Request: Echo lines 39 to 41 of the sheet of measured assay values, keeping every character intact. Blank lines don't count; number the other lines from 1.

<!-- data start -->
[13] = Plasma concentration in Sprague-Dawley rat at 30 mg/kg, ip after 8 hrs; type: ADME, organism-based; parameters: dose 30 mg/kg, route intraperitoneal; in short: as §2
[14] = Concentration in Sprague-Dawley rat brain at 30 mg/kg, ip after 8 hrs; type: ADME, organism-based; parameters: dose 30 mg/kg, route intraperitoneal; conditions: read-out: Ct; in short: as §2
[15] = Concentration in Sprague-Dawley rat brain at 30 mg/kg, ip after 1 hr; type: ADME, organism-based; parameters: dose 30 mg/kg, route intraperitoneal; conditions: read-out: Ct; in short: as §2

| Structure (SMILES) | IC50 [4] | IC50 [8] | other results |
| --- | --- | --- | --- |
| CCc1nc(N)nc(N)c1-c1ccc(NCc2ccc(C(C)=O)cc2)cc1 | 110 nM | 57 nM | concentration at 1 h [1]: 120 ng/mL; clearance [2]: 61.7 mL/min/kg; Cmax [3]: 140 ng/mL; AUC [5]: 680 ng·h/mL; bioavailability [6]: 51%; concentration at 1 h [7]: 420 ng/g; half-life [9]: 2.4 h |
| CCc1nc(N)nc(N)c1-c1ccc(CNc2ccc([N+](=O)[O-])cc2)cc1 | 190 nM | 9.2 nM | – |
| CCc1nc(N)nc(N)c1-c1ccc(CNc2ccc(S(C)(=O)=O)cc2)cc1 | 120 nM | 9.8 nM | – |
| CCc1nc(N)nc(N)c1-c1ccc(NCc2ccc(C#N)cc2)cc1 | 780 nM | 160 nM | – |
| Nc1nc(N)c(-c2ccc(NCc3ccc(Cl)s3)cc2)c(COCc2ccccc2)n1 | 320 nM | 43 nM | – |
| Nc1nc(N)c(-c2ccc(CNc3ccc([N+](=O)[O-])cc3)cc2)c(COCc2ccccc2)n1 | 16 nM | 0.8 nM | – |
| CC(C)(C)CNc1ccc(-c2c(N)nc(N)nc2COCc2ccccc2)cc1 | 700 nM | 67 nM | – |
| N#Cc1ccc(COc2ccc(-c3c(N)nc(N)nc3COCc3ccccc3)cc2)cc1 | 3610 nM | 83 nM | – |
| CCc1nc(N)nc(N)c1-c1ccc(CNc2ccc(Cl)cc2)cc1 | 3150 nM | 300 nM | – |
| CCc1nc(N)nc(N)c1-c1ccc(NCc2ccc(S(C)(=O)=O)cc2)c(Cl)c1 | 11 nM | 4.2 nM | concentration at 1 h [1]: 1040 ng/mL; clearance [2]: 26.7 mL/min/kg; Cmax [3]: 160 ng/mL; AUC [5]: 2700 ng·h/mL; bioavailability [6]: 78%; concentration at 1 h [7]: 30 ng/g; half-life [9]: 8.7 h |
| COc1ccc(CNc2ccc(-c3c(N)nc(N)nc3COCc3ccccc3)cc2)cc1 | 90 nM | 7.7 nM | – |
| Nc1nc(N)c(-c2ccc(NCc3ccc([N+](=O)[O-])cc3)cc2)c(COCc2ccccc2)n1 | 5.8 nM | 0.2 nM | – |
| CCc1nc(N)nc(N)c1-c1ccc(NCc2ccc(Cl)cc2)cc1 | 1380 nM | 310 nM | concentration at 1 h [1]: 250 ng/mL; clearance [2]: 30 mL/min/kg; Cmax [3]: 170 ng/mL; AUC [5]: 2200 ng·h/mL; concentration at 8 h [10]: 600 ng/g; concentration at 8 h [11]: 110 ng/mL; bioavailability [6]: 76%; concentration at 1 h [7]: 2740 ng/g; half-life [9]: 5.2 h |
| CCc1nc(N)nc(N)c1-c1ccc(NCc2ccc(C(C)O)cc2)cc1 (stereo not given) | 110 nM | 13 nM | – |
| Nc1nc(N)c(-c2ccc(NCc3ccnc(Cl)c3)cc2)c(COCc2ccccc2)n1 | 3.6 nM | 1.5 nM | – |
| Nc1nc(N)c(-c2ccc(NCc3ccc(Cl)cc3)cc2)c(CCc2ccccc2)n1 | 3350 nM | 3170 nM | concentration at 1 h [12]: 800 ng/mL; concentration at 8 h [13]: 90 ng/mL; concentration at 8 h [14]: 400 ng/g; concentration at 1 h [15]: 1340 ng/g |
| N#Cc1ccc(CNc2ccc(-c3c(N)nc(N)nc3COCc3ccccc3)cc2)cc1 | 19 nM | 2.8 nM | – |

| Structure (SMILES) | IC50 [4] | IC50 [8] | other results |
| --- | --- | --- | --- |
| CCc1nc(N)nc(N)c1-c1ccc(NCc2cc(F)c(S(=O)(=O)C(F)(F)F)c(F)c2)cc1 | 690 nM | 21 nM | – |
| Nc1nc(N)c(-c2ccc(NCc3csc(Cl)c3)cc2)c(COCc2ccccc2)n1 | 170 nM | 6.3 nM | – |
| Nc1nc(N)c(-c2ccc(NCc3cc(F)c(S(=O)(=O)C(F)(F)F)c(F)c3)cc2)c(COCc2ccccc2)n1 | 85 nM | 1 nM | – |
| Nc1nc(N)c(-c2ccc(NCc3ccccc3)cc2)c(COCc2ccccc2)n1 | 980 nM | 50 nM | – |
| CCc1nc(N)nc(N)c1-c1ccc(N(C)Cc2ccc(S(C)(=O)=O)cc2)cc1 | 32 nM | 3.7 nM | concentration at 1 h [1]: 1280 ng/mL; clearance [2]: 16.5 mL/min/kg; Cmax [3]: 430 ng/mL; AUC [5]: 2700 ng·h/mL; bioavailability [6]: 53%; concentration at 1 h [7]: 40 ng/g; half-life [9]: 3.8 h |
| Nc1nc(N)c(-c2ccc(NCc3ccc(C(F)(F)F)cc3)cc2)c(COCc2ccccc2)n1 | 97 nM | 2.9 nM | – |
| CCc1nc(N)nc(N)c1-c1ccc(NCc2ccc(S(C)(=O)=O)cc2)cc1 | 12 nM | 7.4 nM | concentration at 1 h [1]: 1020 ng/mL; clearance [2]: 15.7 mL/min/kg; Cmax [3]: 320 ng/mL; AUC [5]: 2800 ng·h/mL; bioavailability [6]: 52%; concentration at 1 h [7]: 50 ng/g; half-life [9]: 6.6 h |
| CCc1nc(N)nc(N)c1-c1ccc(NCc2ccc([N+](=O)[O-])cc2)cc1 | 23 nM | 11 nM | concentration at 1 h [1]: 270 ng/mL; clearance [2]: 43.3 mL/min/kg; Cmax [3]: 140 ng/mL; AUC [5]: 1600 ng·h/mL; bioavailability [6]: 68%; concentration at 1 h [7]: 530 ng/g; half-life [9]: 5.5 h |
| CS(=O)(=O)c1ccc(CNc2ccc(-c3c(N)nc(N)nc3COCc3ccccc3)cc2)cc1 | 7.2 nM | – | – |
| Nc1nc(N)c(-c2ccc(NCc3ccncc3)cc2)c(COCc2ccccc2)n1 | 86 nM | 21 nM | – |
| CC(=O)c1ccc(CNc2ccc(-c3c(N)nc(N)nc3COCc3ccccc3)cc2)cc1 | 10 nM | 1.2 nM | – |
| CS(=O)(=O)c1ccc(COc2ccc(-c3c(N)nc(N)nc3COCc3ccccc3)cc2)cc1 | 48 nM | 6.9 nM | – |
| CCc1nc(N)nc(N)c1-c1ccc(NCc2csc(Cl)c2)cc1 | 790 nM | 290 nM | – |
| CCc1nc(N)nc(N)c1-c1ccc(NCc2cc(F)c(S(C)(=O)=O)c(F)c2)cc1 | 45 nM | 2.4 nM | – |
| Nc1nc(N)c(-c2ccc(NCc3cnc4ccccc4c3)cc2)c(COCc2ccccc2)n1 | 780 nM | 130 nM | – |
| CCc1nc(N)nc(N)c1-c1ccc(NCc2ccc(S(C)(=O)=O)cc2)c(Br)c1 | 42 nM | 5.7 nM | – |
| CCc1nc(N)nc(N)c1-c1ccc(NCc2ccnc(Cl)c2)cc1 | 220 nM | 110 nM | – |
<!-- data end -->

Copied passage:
| Nc1nc(N)c(-c2ccc(NCc3cnc4ccccc4c3)cc2)c(COCc2ccccc2)n1 | 780 nM | 130 nM | – |
| CCc1nc(N)nc(N)c1-c1ccc(NCc2ccc(S(C)(=O)=O)cc2)c(Br)c1 | 42 nM | 5.7 nM | – |
| CCc1nc(N)nc(N)c1-c1ccc(NCc2ccnc(Cl)c2)cc1 | 220 nM | 110 nM | – |